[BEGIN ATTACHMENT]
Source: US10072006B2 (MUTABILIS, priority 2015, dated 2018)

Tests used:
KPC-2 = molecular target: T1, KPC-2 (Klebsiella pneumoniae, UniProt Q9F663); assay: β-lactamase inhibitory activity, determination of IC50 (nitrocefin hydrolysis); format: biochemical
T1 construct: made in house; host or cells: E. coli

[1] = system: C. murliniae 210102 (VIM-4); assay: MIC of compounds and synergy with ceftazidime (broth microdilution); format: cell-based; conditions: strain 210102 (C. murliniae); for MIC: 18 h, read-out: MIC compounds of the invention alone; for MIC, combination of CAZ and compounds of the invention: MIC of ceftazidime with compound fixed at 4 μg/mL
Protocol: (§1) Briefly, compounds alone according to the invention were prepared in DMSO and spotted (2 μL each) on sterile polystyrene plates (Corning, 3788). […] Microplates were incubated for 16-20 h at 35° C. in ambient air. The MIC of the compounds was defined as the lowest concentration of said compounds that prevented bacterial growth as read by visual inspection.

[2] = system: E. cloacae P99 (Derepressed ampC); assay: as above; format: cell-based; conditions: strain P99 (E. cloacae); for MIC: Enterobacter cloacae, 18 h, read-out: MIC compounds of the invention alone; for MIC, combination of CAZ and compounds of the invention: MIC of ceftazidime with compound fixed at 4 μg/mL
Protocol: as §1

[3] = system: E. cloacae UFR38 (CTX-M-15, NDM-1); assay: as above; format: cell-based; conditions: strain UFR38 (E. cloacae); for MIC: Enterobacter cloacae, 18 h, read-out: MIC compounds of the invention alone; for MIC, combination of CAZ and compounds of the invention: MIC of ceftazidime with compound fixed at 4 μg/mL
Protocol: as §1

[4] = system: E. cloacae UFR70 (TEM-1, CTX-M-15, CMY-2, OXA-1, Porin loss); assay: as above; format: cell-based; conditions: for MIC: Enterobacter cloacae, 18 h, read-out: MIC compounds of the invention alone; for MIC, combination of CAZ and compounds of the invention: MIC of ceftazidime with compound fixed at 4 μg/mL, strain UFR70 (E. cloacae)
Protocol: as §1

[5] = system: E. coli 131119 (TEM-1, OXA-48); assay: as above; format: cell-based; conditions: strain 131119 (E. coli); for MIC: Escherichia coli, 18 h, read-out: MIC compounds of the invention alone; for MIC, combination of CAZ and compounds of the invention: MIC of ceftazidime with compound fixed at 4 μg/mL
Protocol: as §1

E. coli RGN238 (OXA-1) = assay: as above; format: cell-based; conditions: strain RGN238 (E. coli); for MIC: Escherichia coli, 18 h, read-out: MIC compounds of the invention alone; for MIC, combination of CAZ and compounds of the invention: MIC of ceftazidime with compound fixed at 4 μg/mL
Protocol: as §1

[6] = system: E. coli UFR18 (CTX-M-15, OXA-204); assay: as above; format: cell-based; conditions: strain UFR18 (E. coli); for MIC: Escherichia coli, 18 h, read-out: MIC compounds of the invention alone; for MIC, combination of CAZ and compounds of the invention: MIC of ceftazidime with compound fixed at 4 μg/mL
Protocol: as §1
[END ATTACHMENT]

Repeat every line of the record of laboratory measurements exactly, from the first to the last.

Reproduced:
Source: US10072006B2 (MUTABILIS, priority 2015, dated 2018)

Tests used:
KPC-2 = molecular target: T1, KPC-2 (Klebsiella pneumoniae, UniProt Q9F663); assay: β-lactamase inhibitory activity, determination of IC50 (nitrocefin hydrolysis); format: biochemical
T1 construct: made in house; host or cells: E. coli

[1] = system: C. murliniae 210102 (VIM-4); assay: MIC of compounds and synergy with ceftazidime (broth microdilution); format: cell-based; conditions: strain 210102 (C. murliniae); for MIC: 18 h, read-out: MIC compounds of the invention alone; for MIC, combination of CAZ and compounds of the invention: MIC of ceftazidime with compound fixed at 4 μg/mL
Protocol: (§1) Briefly, compounds alone according to the invention were prepared in DMSO and spotted (2 μL each) on sterile polystyrene plates (Corning, 3788). […] Microplates were incubated for 16-20 h at 35° C. in ambient air. The MIC of the compounds was defined as the lowest concentration of said compounds that prevented bacterial growth as read by visual inspection.

[2] = system: E. cloacae P99 (Derepressed ampC); assay: as above; format: cell-based; conditions: strain P99 (E. cloacae); for MIC: Enterobacter cloacae, 18 h, read-out: MIC compounds of the invention alone; for MIC, combination of CAZ and compounds of the invention: MIC of ceftazidime with compound fixed at 4 μg/mL
Protocol: as §1

[3] = system: E. cloacae UFR38 (CTX-M-15, NDM-1); assay: as above; format: cell-based; conditions: strain UFR38 (E. cloacae); for MIC: Enterobacter cloacae, 18 h, read-out: MIC compounds of the invention alone; for MIC, combination of CAZ and compounds of the invention: MIC of ceftazidime with compound fixed at 4 μg/mL
Protocol: as §1

[4] = system: E. cloacae UFR70 (TEM-1, CTX-M-15, CMY-2, OXA-1, Porin loss); assay: as above; format: cell-based; conditions: for MIC: Enterobacter cloacae, 18 h, read-out: MIC compounds of the invention alone; for MIC, combination of CAZ and compounds of the invention: MIC of ceftazidime with compound fixed at 4 μg/mL, strain UFR70 (E. cloacae)
Protocol: as §1

[5] = system: E. coli 131119 (TEM-1, OXA-48); assay: as above; format: cell-based; conditions: strain 131119 (E. coli); for MIC: Escherichia coli, 18 h, read-out: MIC compounds of the invention alone; for MIC, combination of CAZ and compounds of the invention: MIC of ceftazidime with compound fixed at 4 μg/mL
Protocol: as §1

E. coli RGN238 (OXA-1) = assay: as above; format: cell-based; conditions: strain RGN238 (E. coli); for MIC: Escherichia coli, 18 h, read-out: MIC compounds of the invention alone; for MIC, combination of CAZ and compounds of the invention: MIC of ceftazidime with compound fixed at 4 μg/mL
Protocol: as §1

[6] = system: E. coli UFR18 (CTX-M-15, OXA-204); assay: as above; format: cell-based; conditions: strain UFR18 (E. coli); for MIC: Escherichia coli, 18 h, read-out: MIC compounds of the invention alone; for MIC, combination of CAZ and compounds of the invention: MIC of ceftazidime with compound fixed at 4 μg/mL
Protocol: as §1